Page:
|Published in||Hydrological Processes 35 5 5-2021 1-16|
Jobbágy E., Lorenzo S., Páez R., Buono N., Díaz Y., Marchesini V. & Nosetto M.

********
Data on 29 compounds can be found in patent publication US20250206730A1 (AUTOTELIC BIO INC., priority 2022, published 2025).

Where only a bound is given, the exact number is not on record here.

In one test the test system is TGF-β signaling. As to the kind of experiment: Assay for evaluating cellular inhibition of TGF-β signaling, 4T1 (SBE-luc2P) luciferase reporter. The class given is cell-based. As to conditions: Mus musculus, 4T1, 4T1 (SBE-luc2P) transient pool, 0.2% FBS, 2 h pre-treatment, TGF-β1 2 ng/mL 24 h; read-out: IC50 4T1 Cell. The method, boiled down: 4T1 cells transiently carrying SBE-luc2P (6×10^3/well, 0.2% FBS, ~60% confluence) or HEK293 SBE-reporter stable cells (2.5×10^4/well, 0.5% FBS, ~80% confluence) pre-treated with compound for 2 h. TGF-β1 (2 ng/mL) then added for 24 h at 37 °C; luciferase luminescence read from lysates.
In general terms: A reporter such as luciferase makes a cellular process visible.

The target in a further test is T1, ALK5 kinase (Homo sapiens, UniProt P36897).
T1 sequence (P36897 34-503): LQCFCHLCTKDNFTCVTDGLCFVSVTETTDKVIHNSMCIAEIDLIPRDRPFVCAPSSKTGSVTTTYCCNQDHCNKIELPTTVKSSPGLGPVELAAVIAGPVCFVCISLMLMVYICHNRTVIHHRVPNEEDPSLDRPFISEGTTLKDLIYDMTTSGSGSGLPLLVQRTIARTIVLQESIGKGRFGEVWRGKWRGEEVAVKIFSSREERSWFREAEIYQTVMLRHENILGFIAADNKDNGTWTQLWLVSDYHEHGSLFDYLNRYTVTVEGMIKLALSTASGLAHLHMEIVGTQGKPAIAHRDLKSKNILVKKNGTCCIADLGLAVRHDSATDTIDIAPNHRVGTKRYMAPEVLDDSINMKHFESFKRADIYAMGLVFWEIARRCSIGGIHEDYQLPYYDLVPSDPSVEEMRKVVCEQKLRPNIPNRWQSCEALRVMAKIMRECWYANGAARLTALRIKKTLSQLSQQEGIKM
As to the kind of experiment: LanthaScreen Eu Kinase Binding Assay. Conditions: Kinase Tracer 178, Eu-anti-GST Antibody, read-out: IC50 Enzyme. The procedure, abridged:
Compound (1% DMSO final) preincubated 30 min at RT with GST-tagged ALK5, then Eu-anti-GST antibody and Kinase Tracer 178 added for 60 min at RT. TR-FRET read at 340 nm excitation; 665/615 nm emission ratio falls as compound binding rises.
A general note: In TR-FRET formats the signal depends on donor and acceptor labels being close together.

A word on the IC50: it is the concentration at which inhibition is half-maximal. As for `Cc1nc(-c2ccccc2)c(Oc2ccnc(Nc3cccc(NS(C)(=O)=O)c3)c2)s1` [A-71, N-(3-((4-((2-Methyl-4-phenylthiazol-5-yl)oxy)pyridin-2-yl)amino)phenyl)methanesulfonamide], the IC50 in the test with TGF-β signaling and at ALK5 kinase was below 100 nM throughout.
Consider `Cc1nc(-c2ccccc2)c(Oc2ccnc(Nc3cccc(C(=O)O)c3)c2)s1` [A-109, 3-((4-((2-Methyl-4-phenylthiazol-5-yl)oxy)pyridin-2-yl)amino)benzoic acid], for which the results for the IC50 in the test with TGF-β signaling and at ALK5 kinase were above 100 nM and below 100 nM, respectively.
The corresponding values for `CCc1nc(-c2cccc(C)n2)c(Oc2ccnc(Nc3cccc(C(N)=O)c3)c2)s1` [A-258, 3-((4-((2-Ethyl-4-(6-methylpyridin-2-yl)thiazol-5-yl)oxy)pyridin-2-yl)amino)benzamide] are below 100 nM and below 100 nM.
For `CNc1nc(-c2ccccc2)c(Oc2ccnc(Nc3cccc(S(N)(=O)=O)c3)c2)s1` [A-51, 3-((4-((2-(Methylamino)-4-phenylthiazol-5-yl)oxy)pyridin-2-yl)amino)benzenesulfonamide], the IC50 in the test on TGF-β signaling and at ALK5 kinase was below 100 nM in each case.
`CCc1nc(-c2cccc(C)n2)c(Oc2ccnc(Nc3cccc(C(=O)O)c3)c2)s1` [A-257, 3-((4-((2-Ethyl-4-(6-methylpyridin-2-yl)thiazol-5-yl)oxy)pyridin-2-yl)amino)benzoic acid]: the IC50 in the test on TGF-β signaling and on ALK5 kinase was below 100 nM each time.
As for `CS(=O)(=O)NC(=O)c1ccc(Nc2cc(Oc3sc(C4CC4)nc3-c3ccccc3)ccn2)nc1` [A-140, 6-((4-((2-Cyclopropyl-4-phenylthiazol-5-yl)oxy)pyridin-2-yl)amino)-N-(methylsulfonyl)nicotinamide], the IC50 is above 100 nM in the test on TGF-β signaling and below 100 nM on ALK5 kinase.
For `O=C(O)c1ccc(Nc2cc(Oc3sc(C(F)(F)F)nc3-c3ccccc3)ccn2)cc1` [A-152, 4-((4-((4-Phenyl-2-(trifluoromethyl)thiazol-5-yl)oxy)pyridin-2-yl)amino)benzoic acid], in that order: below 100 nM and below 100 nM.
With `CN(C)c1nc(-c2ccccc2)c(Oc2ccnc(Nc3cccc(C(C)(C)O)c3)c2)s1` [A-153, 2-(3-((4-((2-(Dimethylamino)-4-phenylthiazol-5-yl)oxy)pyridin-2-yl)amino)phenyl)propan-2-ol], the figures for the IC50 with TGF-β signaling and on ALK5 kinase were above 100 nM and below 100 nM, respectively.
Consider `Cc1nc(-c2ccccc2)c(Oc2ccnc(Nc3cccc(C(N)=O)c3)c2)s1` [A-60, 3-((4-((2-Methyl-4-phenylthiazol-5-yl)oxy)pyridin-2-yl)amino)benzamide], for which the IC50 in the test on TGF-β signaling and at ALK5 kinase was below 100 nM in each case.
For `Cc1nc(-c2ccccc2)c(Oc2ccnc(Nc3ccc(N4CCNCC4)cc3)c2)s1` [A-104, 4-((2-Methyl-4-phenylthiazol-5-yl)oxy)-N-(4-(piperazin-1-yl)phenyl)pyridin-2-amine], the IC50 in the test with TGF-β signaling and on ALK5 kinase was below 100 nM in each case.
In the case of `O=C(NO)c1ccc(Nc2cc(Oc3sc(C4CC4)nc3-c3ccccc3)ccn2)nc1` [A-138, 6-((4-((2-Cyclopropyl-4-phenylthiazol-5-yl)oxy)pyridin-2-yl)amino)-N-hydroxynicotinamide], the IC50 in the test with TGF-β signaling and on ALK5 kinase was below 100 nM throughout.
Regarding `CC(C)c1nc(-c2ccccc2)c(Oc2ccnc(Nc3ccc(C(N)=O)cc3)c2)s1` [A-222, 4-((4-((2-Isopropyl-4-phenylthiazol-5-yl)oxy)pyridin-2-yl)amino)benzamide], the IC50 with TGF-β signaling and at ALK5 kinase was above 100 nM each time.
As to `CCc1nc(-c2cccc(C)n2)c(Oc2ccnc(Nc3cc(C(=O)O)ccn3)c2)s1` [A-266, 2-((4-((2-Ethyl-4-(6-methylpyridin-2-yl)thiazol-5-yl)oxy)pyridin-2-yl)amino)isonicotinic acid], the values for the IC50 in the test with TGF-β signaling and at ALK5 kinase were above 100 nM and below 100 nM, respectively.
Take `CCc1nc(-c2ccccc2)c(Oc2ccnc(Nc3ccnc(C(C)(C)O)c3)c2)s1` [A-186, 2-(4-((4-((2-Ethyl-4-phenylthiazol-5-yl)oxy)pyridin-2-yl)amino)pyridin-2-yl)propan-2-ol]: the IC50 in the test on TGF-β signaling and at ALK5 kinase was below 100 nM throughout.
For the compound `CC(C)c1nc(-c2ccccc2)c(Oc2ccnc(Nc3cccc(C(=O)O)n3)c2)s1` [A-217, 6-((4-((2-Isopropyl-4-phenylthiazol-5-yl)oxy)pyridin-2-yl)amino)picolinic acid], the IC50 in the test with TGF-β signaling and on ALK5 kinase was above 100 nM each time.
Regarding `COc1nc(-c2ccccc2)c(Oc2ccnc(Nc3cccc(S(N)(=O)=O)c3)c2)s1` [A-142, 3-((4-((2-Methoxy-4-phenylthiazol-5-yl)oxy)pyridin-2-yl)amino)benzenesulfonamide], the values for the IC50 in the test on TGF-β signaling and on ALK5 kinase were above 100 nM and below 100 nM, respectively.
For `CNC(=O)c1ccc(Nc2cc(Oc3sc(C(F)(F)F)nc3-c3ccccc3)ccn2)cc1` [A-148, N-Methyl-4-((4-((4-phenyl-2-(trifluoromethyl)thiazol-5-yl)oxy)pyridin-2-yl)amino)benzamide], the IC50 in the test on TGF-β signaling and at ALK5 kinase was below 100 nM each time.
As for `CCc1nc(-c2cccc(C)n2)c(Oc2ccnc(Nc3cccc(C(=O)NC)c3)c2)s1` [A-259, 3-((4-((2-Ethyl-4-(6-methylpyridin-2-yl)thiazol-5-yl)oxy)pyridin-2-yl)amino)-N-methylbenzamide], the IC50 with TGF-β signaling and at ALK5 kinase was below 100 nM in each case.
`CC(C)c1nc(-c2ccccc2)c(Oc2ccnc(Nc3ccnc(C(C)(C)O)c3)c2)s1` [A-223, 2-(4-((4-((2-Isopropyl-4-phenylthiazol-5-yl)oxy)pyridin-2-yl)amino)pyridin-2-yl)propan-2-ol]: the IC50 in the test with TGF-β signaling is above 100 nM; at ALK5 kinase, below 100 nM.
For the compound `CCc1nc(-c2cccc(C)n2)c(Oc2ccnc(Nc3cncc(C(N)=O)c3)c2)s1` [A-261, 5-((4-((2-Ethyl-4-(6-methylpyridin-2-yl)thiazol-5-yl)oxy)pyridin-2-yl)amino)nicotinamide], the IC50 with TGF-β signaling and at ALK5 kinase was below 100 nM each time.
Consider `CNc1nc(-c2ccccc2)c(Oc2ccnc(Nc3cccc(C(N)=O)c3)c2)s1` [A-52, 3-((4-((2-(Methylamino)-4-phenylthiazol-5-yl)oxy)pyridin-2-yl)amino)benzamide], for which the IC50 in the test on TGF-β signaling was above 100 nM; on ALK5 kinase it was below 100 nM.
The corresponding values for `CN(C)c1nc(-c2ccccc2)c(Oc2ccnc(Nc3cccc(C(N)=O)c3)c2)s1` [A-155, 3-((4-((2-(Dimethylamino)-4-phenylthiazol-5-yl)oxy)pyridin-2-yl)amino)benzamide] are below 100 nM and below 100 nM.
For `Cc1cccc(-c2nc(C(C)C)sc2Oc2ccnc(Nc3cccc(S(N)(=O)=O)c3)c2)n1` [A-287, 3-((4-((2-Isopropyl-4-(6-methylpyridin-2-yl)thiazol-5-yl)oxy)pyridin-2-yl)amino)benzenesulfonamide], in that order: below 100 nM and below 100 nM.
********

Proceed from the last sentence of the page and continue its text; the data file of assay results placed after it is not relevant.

Our understanding of how groundwater mediates evapotranspiration/streamflow partitioning is still fragmented and catchment studies under changing vegetation conditions can provide a useful frame for integration. We explored this partition in a flat sedimentary dry catchment in central Argentina in which the replacement of native vegetation with rainfed crops was accompanied by the abrupt formation of groundwater-fed streams by subsurface erosion (i.e., sapping) episodes. Historical records indicated widespread water table rises (~0.3 m y?1 on average). Groundwater level and stream baseflow fluctuated seasonally with minima in the warm rainy season, indicating that evaporative discharge rather than rainfall shapes saturated flows. Diurnal groundwater level fluctuations showed that plant uptake was widespread where water tables are shallow (<3 m) but restricted to deep-rooted Prosopis forests where they are deep (7?10 m). MODIS and LANDSAT NDVI revealed a long-term greening for native vegetation, new wetlands included, but not for croplands, suggesting more limited evapotranspiration-groundwater level regulation under agriculture. Close to the deepest (20?m) and most active incisions, groundwater level and greenness declined and stream baseflow showed no seasonal fluctuations, hinting decoupling from evapotranspiration. Intense ecological and geomorphological transformations in this catchment exposed the interplay of five mechanisms governing evapotranspiration/streamflow partition including (a) unsaturated uptake and both (b) riparian and (c) distributed uptake from the saturated zone by plants, as well as (d) deepening incisions and (e) sediment deposits over riparian zones by streams. Acknowledging the complex interplay of these mechanisms with groundwater is crucial to predict and manage future hydrological changes in the dry plains of South America.